It was supposed to be a furling jib, but it didn’t, as I found out when I tried to gybe. All that happened was that the furling line jammed around the drum and while I was sorting that the tiller didn’t alter the direction of the boat any more. Obviously aground, for a change in the Deben. The wind was coming from what I always think of as the Saxon shore, where once a king was buried. Unlike Raedwald, I ended-up being blown onto the West Bank, and stayed there until I worked out how to get rid of the jib for the moment, then get off the mud.

Today I spent three hours trying to sort the furling jib drum. I bought a special shackle link. A rotating one. I found the shackle-bag I’ve been looking for for nearly a month, put where it should have been for once. I bought two used blocks for the mainsheet from Andy Seedhouse’s magic chandlery as well, for £20 the pair. I got out to the boat an hour before high water.

It took over two hours to sort the jib. New shackle, old shackle, no shackle, all without dropping anything into the water for once, but it didn’t make any difference. It wouldn’t furl without either jamming or spilling line out of the drum and wrapping itself round anything nearby, then jamming. Then it came to me. Someone, for reasons unclear to me, has fitted the ******** drum upside down. Utterly unreal. But true.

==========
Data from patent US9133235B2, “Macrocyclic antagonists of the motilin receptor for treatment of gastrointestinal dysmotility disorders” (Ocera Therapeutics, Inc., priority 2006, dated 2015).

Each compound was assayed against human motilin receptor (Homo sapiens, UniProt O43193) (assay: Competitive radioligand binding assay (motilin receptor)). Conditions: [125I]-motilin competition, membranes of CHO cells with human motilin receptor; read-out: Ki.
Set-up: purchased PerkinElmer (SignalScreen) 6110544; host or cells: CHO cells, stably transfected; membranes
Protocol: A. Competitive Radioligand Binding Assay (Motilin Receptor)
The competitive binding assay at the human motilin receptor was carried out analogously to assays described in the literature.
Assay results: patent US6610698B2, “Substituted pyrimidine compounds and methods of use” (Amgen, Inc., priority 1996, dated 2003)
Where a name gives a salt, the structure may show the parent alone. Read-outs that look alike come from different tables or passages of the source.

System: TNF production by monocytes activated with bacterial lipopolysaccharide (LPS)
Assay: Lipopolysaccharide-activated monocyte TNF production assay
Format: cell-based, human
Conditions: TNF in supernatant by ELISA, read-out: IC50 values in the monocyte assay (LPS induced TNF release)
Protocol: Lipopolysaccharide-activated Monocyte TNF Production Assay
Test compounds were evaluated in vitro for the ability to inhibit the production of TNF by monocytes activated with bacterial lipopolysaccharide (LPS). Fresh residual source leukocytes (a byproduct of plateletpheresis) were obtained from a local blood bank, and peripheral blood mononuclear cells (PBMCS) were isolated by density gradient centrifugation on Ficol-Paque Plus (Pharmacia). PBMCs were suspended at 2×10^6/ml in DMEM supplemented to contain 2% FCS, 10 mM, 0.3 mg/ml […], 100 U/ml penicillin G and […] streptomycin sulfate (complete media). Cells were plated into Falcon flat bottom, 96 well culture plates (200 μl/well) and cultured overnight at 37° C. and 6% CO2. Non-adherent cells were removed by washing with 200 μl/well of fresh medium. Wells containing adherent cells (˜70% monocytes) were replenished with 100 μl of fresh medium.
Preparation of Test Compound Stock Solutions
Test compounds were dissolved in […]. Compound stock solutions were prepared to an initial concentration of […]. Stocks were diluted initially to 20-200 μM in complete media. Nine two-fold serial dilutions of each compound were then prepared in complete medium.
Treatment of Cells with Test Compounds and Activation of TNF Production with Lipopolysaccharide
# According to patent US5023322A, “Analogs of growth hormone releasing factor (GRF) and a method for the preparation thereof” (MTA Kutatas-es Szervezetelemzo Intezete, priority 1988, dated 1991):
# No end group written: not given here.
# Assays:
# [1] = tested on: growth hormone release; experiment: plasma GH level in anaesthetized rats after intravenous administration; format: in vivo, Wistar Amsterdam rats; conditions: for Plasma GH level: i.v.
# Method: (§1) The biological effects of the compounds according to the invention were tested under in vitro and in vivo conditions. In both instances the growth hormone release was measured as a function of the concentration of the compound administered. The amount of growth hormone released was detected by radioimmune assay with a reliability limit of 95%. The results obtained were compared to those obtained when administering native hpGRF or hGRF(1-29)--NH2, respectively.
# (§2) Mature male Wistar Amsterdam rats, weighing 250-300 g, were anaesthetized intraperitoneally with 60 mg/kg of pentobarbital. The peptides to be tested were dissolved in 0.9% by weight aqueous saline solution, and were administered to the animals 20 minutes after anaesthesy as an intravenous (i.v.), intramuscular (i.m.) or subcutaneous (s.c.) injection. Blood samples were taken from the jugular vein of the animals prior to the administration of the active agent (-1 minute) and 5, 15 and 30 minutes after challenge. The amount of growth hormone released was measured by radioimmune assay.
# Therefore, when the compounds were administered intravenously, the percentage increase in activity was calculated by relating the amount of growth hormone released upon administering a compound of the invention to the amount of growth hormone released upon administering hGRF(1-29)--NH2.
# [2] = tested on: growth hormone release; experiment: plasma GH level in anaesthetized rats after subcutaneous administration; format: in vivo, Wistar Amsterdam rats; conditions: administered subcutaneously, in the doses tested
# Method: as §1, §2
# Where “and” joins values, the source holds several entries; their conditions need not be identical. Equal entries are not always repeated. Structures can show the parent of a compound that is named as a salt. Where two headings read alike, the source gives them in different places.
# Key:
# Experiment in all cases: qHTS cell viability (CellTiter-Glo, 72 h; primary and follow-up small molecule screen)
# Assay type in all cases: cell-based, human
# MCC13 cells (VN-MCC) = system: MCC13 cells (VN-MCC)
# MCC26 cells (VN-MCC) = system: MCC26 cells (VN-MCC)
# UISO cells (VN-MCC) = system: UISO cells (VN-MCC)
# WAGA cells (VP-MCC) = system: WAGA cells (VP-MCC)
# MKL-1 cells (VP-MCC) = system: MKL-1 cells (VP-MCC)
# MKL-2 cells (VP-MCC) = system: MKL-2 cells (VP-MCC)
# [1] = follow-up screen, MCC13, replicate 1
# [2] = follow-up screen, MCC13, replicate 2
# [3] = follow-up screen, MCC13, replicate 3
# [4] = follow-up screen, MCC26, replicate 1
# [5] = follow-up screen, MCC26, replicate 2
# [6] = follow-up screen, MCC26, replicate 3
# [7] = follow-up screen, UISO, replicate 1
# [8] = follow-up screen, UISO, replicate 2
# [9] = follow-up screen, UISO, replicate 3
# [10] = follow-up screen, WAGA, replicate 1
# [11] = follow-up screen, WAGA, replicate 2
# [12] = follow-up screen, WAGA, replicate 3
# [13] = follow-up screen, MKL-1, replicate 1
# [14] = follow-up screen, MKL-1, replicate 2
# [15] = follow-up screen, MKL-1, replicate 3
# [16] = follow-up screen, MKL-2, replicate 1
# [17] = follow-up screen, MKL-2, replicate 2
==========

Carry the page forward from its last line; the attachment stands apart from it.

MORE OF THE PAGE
I’ve no clear idea why anyone would do that. It can’t possibly ever have worked like that. That would seem to rule out the previous owners. It would also seem to rule out Anglia Yacht Brokerage who I bought it from, who know a bit about Drascombes and have done for years. It’s not something you’d think to look for. So who? When? Why?

Like a lot of things in life that seem important, it doesn’t actually matter. I took the thing off, inverted it, put it back on without any fancy shackles, just upside down or rather not and it worked perfectly first time. And the second. And the third.

So we now have a working furling jib. The centreboard stuck in the mud because Id put it down to give the boat some stability while I worked on it, but that sorted itself with some brute force and a Third Year rudimentary grasp of the workings of levers. I shackled up the two mainsheet blocks and threaded the main sheet through them. I’m not convinced it’s long enough, but then I’m not convinced I need a double block each end for the sort of force a Drascombe sail is going to exert, either.

And now four days when I can’t really get to the boat any way. But it’s ready, finally, ready to sail, with a silent thanks to an unknown tanned blond girl in shorts, a long, long time ago. I wish I’d said at least something.